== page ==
My Panasonic 50-something in TV is *not* a smart TV, and it's about 2 years old. I specifically shopped for a "dumb" TV. The features of smart TVs will quickly become outdated and cumbersome, and I hope to keep a TV for a good 10+ years. It was cheaper than the smart versions.
The HBO subscription is only worth it if you have a peer group that also has an HBO subscription and so it's important to watch things at the same time as them. I stopped buying DVDs about 10 years ago when renting became a lot cheaper than buying, but I've recently started again with boxed sets. Even if I only watch each episode once, it's cheaper than any of the streaming options, plus they're practically DRM free (as in, the DRM is so broken that it may as well not exist) and I can copy them to a mobile device for watching on long trips. Oh, and I get to wait until there are multiple years of something before I watch it.
I do wonder a bit what would happen to the economics of TV series production if most people did this. You'd expect a TV show to make a loss for the first few years, but then be profitable over a longer time, which is a very different model from the current mode of any profits after the first year are a nice bonus, but not factored into the accounting calculations.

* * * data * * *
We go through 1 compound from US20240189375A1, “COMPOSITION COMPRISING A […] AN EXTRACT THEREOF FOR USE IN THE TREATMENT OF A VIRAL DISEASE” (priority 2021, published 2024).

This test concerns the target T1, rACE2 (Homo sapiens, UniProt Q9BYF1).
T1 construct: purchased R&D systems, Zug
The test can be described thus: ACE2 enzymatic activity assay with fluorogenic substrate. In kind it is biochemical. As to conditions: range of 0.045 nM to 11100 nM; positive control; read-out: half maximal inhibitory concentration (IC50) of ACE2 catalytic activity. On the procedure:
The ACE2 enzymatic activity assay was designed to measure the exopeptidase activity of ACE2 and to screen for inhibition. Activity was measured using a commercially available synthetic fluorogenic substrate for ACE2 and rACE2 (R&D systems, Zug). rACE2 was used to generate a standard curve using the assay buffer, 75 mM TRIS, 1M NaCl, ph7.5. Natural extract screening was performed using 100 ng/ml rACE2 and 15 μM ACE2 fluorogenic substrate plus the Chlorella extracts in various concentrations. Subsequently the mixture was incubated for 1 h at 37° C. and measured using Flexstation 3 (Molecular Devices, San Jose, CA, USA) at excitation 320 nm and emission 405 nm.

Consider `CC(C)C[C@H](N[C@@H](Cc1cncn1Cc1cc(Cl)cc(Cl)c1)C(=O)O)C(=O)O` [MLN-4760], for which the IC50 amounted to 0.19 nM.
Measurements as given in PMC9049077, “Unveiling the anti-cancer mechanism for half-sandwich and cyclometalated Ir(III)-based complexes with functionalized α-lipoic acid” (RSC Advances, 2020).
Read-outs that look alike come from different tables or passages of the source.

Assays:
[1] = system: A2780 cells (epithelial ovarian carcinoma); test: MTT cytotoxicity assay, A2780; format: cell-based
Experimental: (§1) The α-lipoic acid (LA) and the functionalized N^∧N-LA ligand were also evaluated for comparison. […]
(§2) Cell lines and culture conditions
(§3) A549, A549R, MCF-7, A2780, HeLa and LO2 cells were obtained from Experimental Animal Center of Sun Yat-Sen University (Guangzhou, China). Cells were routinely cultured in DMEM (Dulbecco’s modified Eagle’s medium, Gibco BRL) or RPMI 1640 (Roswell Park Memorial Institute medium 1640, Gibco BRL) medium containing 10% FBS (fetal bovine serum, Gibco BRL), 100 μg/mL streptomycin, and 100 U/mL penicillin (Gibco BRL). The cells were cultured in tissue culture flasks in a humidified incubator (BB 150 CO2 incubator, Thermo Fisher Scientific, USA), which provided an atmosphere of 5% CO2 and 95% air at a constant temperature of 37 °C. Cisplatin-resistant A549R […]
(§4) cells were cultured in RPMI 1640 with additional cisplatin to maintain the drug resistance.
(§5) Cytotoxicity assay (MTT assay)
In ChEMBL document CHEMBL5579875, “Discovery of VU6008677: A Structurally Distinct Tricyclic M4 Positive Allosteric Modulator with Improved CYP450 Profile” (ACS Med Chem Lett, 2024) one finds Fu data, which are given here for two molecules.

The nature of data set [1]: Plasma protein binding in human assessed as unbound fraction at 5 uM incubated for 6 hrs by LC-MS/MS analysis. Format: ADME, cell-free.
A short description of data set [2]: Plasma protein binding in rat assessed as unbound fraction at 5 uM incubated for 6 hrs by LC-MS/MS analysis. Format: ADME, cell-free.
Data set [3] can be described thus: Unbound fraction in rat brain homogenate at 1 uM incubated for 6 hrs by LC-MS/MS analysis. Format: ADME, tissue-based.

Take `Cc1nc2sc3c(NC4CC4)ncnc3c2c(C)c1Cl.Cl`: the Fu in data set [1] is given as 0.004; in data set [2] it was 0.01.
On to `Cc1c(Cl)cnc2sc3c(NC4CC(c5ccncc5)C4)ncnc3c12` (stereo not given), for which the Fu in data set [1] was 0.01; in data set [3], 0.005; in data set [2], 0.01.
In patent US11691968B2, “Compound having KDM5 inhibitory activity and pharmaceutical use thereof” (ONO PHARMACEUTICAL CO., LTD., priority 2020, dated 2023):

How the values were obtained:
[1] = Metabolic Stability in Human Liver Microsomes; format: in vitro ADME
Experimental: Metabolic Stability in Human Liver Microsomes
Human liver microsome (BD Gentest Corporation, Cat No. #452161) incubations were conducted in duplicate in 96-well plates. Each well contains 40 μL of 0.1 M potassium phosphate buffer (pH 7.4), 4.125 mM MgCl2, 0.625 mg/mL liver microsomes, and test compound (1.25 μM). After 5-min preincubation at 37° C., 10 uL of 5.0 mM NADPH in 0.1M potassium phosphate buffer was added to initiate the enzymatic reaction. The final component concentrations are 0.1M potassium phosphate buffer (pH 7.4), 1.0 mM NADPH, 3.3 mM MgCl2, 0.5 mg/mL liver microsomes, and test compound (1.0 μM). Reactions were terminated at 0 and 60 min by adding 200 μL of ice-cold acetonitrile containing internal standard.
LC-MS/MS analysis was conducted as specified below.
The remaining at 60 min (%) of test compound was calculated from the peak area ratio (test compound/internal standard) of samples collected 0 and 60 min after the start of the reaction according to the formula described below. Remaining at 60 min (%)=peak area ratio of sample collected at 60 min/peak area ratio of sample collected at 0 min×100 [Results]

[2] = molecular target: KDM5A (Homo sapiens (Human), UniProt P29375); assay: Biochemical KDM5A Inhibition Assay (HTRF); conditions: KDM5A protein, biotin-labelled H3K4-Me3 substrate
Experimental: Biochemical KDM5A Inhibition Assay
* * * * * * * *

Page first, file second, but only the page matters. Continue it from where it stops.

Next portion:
The whole thing smelled of bullshit from day zero. It's much easier for the US to get someone extradited from the UK than it is for them to extradite someone from Sweden, so the whole running-to-the-embassy thing never made sense, except as a possible means to escape being tried for rape. If the US really wanted him, they'd have had the extradition process started with the UK long before Assange went to the Ecuadorian embassy.
I think the police have actually stopped guarding the Ecuadorian embassy. I'm sure there's still surveillance and they'd catch up with him pretty quick if he did attempt to leave, though.
Aaaaand what percentage of the earths surface is covered by the UK?
Speaking as an Englishman: 100% of the important parts, plus Scotland, Wales, and Northern Ireland.
1. Do you have to go out of your way and invest significant time and effort to avoid the use of these Oracle-owned libraries when you want to develop software in Java?
I'm quite happy to go out of my way to not add an extra 'use expensive commercial features' flag when I invoke the JVM.
2. Are you able to write good software without the Oracle-owned libraries? (good = robust, efficient, secure,
I'd first like to see an existence proof that robust, efficient, and secure software exists, but assuming that axiom, any Java program that works with OpenJDK (i.e. the reference Java implementation) will work without any Oracle-specific things.
Truth has always been found to promote the best interests of mankind... - Percy Bysshe Shelley